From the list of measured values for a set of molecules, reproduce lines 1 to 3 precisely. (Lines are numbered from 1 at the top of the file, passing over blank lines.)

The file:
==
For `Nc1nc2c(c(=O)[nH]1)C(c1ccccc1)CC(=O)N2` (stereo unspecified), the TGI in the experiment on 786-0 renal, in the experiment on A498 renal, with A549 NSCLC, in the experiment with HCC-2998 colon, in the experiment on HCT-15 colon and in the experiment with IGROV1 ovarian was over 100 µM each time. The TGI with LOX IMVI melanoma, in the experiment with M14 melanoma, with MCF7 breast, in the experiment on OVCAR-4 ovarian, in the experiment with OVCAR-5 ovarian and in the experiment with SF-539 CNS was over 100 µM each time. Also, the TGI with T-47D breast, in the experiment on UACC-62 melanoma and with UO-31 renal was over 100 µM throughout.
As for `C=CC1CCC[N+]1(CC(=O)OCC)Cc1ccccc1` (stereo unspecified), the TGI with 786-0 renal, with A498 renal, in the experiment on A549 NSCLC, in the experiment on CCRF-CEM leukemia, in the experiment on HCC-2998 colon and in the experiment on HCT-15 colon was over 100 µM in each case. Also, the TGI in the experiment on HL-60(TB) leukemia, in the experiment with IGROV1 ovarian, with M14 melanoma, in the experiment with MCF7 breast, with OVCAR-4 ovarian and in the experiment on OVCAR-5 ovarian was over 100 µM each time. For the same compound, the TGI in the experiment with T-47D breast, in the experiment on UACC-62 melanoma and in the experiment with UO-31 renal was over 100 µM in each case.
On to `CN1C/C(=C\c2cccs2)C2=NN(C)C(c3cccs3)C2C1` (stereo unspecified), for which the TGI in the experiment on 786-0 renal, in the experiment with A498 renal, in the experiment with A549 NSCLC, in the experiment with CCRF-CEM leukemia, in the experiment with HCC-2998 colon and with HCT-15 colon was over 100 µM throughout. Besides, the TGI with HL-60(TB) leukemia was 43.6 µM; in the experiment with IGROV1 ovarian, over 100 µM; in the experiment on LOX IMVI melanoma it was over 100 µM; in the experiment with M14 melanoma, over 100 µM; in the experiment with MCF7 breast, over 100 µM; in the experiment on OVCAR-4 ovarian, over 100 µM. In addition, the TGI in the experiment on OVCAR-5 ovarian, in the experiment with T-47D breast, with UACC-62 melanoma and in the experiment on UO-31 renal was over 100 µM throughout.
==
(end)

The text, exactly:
For `Nc1nc2c(c(=O)[nH]1)C(c1ccccc1)CC(=O)N2` (stereo unspecified), the TGI in the experiment on 786-0 renal, in the experiment on A498 renal, with A549 NSCLC, in the experiment with HCC-2998 colon, in the experiment on HCT-15 colon and in the experiment with IGROV1 ovarian was over 100 µM each time. The TGI with LOX IMVI melanoma, in the experiment with M14 melanoma, with MCF7 breast, in the experiment on OVCAR-4 ovarian, in the experiment with OVCAR-5 ovarian and in the experiment with SF-539 CNS was over 100 µM each time. Also, the TGI with T-47D breast, in the experiment on UACC-62 melanoma and with UO-31 renal was over 100 µM throughout.
As for `C=CC1CCC[N+]1(CC(=O)OCC)Cc1ccccc1` (stereo unspecified), the TGI with 786-0 renal, with A498 renal, in the experiment on A549 NSCLC, in the experiment on CCRF-CEM leukemia, in the experiment on HCC-2998 colon and in the experiment on HCT-15 colon was over 100 µM in each case. Also, the TGI in the experiment on HL-60(TB) leukemia, in the experiment with IGROV1 ovarian, with M14 melanoma, in the experiment with MCF7 breast, with OVCAR-4 ovarian and in the experiment on OVCAR-5 ovarian was over 100 µM each time. For the same compound, the TGI in the experiment with T-47D breast, in the experiment on UACC-62 melanoma and in the experiment with UO-31 renal was over 100 µM in each case.
On to `CN1C/C(=C\c2cccs2)C2=NN(C)C(c3cccs3)C2C1` (stereo unspecified), for which the TGI in the experiment on 786-0 renal, in the experiment with A498 renal, in the experiment with A549 NSCLC, in the experiment with CCRF-CEM leukemia, in the experiment with HCC-2998 colon and with HCT-15 colon was over 100 µM throughout. Besides, the TGI with HL-60(TB) leukemia was 43.6 µM; in the experiment with IGROV1 ovarian, over 100 µM; in the experiment on LOX IMVI melanoma it was over 100 µM; in the experiment with M14 melanoma, over 100 µM; in the experiment with MCF7 breast, over 100 µM; in the experiment on OVCAR-4 ovarian, over 100 µM. In addition, the TGI in the experiment on OVCAR-5 ovarian, in the experiment with T-47D breast, with UACC-62 melanoma and in the experiment on UO-31 renal was over 100 µM throughout.